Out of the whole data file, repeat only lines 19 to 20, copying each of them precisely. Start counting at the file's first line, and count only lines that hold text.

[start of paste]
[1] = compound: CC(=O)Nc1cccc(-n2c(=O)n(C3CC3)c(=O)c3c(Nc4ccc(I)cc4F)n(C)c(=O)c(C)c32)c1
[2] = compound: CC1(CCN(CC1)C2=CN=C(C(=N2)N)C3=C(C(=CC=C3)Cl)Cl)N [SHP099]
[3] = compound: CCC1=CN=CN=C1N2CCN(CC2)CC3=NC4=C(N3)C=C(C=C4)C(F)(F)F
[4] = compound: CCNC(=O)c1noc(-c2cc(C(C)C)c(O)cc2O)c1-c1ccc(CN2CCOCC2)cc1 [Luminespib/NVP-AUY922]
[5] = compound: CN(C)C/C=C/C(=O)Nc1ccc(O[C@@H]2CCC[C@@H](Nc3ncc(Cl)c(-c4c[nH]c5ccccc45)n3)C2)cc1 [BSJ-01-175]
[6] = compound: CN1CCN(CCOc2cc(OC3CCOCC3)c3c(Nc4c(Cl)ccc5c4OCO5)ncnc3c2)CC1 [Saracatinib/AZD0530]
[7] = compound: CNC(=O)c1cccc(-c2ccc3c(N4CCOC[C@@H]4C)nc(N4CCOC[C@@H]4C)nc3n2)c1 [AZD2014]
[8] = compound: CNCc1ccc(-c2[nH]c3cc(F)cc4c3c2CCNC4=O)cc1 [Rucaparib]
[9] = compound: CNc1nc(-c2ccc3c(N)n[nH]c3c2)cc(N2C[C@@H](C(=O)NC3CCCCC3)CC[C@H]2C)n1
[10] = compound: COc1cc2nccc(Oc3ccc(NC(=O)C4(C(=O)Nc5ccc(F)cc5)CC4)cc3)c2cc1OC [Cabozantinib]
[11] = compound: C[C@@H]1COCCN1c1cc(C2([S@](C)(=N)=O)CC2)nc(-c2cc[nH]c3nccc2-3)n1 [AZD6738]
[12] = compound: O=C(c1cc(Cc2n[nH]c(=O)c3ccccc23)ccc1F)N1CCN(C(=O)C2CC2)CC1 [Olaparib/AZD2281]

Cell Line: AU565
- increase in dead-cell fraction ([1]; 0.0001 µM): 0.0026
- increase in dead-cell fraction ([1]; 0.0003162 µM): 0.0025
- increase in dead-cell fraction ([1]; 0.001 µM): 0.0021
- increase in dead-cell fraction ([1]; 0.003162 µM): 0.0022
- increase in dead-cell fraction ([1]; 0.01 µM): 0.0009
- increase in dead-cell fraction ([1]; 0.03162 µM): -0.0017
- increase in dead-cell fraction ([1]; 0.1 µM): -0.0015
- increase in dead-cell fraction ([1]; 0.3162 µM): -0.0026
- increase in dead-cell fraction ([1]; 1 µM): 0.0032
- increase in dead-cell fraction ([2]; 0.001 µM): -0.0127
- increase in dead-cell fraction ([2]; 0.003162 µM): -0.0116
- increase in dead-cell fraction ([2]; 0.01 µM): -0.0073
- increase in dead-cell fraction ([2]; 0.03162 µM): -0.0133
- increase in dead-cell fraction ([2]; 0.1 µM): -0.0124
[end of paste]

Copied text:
- increase in dead-cell fraction ([1]; 0.03162 µM): -0.0017
- increase in dead-cell fraction ([1]; 0.1 µM): -0.0015